Beyond its own efforts, Microsoft is hoping to convince others, both hardware and software makers, to opt to build communications products on top of its platform. On Monday, it will announce a pact with Motorola, which will build phones that use Microsoft's software. It will also outline a deal for Hewlett-Packard to expand its Exchange consulting into a more detailed service that helps businesses unify all of their communications technology using Microsoft products.

A number of business telephone makers, including Polycom, LG-Nortel and Thomson Telecom, plan to produce phones and video devices that have Microsoft's Office Communicator for devices software built-in. Plenty of other hardware companies are also expected to offer wired and wireless USB phones, and other devices, that tap into Microsoft's technology.

"We'll have hundreds of companies doing various products," Raikes said.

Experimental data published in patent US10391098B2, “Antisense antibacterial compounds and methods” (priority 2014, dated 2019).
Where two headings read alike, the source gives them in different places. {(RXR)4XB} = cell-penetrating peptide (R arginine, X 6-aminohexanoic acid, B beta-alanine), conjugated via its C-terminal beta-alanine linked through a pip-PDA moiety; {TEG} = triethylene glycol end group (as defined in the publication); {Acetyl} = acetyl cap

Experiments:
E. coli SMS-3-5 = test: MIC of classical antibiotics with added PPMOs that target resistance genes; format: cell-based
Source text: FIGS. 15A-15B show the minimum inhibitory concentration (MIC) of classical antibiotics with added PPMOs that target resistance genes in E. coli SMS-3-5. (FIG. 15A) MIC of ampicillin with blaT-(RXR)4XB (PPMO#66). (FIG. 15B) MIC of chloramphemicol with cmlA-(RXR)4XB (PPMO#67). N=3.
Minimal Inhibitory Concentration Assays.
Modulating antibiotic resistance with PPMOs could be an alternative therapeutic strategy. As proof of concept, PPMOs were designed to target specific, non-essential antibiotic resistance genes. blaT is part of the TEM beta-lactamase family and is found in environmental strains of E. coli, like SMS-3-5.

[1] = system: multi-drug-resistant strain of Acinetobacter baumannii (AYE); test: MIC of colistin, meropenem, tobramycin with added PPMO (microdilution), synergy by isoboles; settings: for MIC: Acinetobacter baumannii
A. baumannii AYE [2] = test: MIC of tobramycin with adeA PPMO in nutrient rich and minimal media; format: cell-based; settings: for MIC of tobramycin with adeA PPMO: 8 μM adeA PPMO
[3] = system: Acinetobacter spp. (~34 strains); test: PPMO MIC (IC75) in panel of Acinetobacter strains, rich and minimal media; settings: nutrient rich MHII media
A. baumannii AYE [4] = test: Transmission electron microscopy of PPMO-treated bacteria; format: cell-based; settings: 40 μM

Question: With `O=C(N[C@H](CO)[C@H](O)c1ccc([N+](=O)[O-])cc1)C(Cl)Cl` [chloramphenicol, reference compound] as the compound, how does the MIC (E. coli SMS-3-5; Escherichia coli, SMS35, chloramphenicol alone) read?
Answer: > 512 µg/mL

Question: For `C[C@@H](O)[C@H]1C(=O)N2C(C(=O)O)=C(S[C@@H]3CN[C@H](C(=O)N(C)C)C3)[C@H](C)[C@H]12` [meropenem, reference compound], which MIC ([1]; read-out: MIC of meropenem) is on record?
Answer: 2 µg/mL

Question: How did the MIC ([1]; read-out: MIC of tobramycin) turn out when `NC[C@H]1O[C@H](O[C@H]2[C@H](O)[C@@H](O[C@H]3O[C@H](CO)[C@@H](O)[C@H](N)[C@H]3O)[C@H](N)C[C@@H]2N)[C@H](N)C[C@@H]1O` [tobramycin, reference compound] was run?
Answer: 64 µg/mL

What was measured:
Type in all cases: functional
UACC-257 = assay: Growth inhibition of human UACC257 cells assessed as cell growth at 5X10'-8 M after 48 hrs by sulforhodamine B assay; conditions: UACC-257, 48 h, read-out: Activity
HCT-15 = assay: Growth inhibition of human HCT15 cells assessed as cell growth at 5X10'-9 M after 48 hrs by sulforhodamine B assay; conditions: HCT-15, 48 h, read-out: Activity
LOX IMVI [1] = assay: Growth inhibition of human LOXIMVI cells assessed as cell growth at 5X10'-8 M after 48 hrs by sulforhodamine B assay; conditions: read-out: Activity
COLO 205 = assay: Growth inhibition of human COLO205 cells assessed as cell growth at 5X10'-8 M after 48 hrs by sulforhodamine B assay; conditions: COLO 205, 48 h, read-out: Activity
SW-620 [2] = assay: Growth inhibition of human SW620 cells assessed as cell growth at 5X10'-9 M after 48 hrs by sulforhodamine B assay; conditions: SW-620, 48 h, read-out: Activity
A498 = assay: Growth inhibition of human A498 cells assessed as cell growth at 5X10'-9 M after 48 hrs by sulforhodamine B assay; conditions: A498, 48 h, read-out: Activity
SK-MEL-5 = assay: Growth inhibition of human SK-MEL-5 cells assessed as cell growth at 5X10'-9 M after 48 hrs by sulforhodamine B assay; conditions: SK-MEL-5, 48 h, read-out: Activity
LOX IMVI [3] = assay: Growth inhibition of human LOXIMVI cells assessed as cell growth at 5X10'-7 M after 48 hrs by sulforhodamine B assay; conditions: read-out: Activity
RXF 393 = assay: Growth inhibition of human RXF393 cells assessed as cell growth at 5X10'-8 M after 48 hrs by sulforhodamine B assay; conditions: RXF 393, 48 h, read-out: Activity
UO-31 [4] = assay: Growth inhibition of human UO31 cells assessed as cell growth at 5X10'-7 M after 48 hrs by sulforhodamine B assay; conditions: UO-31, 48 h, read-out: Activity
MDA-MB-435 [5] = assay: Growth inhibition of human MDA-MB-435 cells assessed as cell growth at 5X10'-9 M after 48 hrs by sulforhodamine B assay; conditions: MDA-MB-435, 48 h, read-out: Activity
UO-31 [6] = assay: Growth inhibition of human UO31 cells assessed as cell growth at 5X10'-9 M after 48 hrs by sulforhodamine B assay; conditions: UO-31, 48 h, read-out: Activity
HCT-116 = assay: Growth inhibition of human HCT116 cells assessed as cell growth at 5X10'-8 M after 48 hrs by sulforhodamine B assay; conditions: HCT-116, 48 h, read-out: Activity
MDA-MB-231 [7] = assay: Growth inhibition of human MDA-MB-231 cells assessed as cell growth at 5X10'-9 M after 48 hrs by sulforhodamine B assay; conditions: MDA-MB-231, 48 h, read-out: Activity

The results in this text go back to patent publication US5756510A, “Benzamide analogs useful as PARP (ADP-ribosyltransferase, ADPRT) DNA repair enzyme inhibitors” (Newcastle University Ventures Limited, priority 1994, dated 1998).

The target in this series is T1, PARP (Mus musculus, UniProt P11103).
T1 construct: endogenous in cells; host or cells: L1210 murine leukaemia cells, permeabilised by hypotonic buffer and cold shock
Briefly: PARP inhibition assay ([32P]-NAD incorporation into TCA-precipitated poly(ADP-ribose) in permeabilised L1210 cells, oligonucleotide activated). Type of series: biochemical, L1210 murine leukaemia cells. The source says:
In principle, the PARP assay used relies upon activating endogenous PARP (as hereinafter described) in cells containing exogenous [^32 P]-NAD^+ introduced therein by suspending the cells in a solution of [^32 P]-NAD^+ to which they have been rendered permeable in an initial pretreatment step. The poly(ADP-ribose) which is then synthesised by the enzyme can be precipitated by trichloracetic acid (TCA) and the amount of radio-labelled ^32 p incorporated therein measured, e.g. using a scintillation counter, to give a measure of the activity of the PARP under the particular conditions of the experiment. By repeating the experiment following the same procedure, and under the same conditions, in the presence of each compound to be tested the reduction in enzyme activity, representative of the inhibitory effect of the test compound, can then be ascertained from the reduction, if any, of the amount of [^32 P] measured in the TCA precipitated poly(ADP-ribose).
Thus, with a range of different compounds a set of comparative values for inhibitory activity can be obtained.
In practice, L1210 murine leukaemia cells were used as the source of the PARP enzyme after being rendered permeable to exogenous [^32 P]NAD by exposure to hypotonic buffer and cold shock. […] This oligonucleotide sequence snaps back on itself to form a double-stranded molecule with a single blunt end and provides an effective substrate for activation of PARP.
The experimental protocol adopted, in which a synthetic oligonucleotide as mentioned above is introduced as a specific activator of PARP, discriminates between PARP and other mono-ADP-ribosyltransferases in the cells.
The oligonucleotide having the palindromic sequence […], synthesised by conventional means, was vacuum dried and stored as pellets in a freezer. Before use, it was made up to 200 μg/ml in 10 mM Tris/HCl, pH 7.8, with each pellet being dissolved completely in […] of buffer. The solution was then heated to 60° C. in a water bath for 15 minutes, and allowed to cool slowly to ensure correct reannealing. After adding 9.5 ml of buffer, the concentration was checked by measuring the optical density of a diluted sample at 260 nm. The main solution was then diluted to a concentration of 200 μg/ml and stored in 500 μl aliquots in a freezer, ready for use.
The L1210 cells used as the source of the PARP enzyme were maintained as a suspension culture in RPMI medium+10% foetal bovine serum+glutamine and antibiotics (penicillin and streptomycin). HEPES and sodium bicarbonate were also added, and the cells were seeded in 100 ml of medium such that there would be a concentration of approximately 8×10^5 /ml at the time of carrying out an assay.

The software maker is also commercializing a product from its research unit. Next year, it plans to sell a 360-degree Web camera under the name "Microsoft Office RoundTable." The product, previously known as "RingCam," has been touted frequently in demonstrations by Microsoft Research.

The RoundTable camera and new phones built using Microsoft's technology are also slated for the second quarter of 2007.

On the software side, Microsoft is trying to get enterprise software makers to embed its presence technology in their products. For example, customer-relationship management products can be built to pop up a customer's records whenever they are calling on the phone.

"It's an obvious thing to do," Raikes said.

See more CNET content tagged:
Jeff Raikes, unified messaging, communications server, Microsoft Office Live Meeting, voicemail


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I'll be buying that as soon as...